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Waterproof, dust resistant, or weatherproof: IP ratings explained

You’ve surely seen that many products boast that they are waterproof, water resistant, weatherproof, protected against dust and dirt, and more.

You may have waterproof Bluetooth headphones or you may be aware that most smartphones nowadays are waterproof or water resistant to some extent.

While these titles may seem like they all mean the same thing, that is not the case, and the difference between them can be quite big. These titles are called IP ratings.

In this article, you will learn about the differences between various IP ratings and what they mean. Keep reading to find out more!

What is an IP rating?

To compare just how weatherproof or waterproof an item is, there is a scale used to do this. This scale is called the IEC Standard 60529, and it was set in place by the International Electrotechnical Commission. Otherwise, it’s known as an IP rating or IP code.

An IP rating stands for “Ingress Protection” and measures how well protected a device is from liquids and solid objects, thanks to its electrical enclosure.

Here is an example of an IP rating: IP20. It doesn’t look like it makes sense yet, but soon you’ll understand.

Here we have three elements of this IP rating:

First, we have the “IP” part. Secondly we have a “2”, and thirdly we have a “0”. This IP rating does not read “IP twenty.” This IP rating reads “IP two zero.”

In the example, IP20, the number where the 2 is will tell us how well an item is protected from solid objects. The number where the 0 is will tell us how well an item is protected from water and liquids.

The higher the number, the greater amount of protection.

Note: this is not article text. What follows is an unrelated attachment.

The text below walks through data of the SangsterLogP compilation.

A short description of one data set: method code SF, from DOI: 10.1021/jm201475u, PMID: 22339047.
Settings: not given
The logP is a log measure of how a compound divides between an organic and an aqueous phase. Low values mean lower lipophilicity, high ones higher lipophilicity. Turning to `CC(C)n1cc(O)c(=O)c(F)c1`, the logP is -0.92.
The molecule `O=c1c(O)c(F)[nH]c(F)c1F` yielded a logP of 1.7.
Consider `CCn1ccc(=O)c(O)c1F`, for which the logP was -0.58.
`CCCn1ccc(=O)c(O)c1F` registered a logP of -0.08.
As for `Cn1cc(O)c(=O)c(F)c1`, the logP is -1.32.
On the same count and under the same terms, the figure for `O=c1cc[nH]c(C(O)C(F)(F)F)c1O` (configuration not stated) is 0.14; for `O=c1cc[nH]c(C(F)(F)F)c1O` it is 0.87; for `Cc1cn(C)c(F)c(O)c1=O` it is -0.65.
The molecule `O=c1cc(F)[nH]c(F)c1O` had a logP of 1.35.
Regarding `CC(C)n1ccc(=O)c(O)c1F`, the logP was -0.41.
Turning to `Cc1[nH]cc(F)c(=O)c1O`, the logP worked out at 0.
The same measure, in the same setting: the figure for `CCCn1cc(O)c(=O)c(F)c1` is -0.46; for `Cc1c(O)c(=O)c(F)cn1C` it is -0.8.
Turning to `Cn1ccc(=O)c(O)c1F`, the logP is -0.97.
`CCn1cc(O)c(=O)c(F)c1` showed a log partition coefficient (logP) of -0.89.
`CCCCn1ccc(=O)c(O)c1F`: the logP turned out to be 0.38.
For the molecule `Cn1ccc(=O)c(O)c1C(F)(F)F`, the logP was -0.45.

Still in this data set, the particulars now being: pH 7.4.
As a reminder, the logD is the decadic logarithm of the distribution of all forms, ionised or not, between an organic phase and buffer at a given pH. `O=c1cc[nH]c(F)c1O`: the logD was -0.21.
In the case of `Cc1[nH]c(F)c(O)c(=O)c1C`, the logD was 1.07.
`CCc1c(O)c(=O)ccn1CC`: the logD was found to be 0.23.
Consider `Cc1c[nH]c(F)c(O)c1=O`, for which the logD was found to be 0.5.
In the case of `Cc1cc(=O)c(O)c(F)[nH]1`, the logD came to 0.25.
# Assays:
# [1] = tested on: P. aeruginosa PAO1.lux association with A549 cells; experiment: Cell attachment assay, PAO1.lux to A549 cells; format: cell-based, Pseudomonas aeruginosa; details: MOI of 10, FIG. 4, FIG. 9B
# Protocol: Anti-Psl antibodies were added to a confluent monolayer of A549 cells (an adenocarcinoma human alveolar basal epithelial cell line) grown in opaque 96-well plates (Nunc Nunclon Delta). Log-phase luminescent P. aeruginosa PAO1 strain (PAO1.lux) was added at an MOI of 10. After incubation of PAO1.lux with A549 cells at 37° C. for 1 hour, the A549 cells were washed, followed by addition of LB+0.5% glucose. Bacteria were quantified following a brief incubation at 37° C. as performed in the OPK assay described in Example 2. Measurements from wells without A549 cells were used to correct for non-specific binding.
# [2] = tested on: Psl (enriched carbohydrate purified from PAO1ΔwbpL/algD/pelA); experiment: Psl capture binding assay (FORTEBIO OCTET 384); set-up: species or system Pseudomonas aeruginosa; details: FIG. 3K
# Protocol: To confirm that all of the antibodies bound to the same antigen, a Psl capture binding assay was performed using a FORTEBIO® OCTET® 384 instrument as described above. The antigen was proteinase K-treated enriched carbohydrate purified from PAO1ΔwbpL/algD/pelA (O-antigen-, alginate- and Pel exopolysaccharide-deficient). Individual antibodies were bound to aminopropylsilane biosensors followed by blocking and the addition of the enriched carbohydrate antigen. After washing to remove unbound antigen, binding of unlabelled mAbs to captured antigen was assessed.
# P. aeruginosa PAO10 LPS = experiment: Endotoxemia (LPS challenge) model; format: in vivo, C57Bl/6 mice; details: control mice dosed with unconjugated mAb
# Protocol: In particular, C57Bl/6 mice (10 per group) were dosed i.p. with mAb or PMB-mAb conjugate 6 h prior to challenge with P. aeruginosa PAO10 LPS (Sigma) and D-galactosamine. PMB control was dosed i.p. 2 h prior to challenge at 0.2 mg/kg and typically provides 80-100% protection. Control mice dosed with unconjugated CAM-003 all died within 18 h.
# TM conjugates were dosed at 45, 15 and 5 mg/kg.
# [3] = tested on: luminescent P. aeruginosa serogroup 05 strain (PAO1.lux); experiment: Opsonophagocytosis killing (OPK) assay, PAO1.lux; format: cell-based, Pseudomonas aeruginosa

Therefore, IP20 isn’t a very good rating because both the 2 and the 0 are low numbers.

Any random person can’t just put an IP rating on an item and call it good to go. Items that get IP ratings are rigorously tested by a certified company. Companies can’t put IP ratings on products without this extensive testing.

Protection from solids and dust

In an IP rating, the first number ranges from 0 to 6, with 0 providing the least amount of protection against solid objects and dust.

Let’s take a look at what these numbers exactly mean:

  1. IP0X: The product is not protected against solid objects, dust, or physical contact.
  2. IP1X: The product is protected only against objects larger than 50 mm in diameter. For reference, 50 mm is equal to 5 cm, so this will be protected from objects smaller than your hand, but it won’t be protected against items around the same size as your finger.
  3. IP2X: The product is protected against fingers and any object that is smaller than 80 mm in length and 12.5 mm in diameter.
  4. IP3X: The product is protected against entry by tools and wires, as well as similar devices that are 2.5 mm and larger in diameter.
  5. IP4X: The product is protected against anything bigger than 1 mm, such as a safety pin.
  6. IP5X: The product is protected against some dust that will harm the product, but not all.
  7. IP6X: The product is completely protected against any and all dust. No dust whatsoever can enter the product.

Protection from water and other liquids

In an IP rating, the second digit represents how well protected a product is from water and other liquids.

There are 8 ratings for protection from liquids, with 0 providing the least protection and 8 providing the most protection.

  1. IPX0: The product is not protected in any special way from water or liquids.
  2. IPX1: The product is resistant against condensation and water that drips vertically onto it.
  3. IPX2: The product can resist water and liquid that hits it at an angle of 15° or less.
  4. IPX3: The product can resist sprays of water from angles of 60° from vertical.
  5. IPX4: The product is water resistant to sprays and splashes from any direction.
  6. IPX5: The product can resist a constant low pressure water jet spray from all directions.
  7. IPX6: The product can resist heavy sprays of water at high pressure levels, as well as waves.
  8. IPX6K: The product can resist jets of water at extremely high pressure levels. (This IP rating is not especially common and is used rarely).
  9. IPX7: The product can be submerged in water up to 1 meter deep for no longer than 30 minutes.
  10. IPX8: The product can be submerged in water greater than 1 meter, potentially for periods of time longer than 30 minutes. (Depth and length of time is usually specified by the manufacturer).